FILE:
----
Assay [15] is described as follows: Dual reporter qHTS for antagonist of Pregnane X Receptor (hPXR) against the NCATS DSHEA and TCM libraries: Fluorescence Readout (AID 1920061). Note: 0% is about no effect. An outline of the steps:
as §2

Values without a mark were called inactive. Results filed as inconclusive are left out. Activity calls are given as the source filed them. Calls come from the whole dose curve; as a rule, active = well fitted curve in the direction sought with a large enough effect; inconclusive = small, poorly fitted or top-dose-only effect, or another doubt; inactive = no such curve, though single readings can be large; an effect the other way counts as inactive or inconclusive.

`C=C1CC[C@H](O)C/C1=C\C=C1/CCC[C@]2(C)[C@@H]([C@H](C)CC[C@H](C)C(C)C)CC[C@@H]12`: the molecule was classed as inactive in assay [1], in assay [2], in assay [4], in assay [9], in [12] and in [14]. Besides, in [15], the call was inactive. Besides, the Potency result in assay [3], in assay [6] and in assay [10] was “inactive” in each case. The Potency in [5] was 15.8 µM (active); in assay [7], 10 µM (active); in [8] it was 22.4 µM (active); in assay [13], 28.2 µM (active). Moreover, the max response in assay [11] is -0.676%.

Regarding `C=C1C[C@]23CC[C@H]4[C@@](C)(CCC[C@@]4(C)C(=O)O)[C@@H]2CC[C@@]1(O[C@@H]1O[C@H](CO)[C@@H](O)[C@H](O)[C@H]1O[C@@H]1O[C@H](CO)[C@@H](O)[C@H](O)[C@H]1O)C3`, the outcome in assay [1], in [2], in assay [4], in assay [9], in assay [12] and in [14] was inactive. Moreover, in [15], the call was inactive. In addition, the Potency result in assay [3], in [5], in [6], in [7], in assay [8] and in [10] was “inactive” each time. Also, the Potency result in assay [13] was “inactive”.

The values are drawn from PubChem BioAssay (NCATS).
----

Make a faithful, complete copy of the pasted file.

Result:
Assay [15] is described as follows: Dual reporter qHTS for antagonist of Pregnane X Receptor (hPXR) against the NCATS DSHEA and TCM libraries: Fluorescence Readout (AID 1920061). Note: 0% is about no effect. An outline of the steps:
as §2

Values without a mark were called inactive. Results filed as inconclusive are left out. Activity calls are given as the source filed them. Calls come from the whole dose curve; as a rule, active = well fitted curve in the direction sought with a large enough effect; inconclusive = small, poorly fitted or top-dose-only effect, or another doubt; inactive = no such curve, though single readings can be large; an effect the other way counts as inactive or inconclusive.

`C=C1CC[C@H](O)C/C1=C\C=C1/CCC[C@]2(C)[C@@H]([C@H](C)CC[C@H](C)C(C)C)CC[C@@H]12`: the molecule was classed as inactive in assay [1], in assay [2], in assay [4], in assay [9], in [12] and in [14]. Besides, in [15], the call was inactive. Besides, the Potency result in assay [3], in assay [6] and in assay [10] was “inactive” in each case. The Potency in [5] was 15.8 µM (active); in assay [7], 10 µM (active); in [8] it was 22.4 µM (active); in assay [13], 28.2 µM (active). Moreover, the max response in assay [11] is -0.676%.

Regarding `C=C1C[C@]23CC[C@H]4[C@@](C)(CCC[C@@]4(C)C(=O)O)[C@@H]2CC[C@@]1(O[C@@H]1O[C@H](CO)[C@@H](O)[C@H](O)[C@H]1O[C@@H]1O[C@H](CO)[C@@H](O)[C@H](O)[C@H]1O)C3`, the outcome in assay [1], in [2], in assay [4], in assay [9], in assay [12] and in [14] was inactive. Moreover, in [15], the call was inactive. In addition, the Potency result in assay [3], in [5], in [6], in [7], in assay [8] and in [10] was “inactive” each time. Also, the Potency result in assay [13] was “inactive”.

The values are drawn from PubChem BioAssay (NCATS).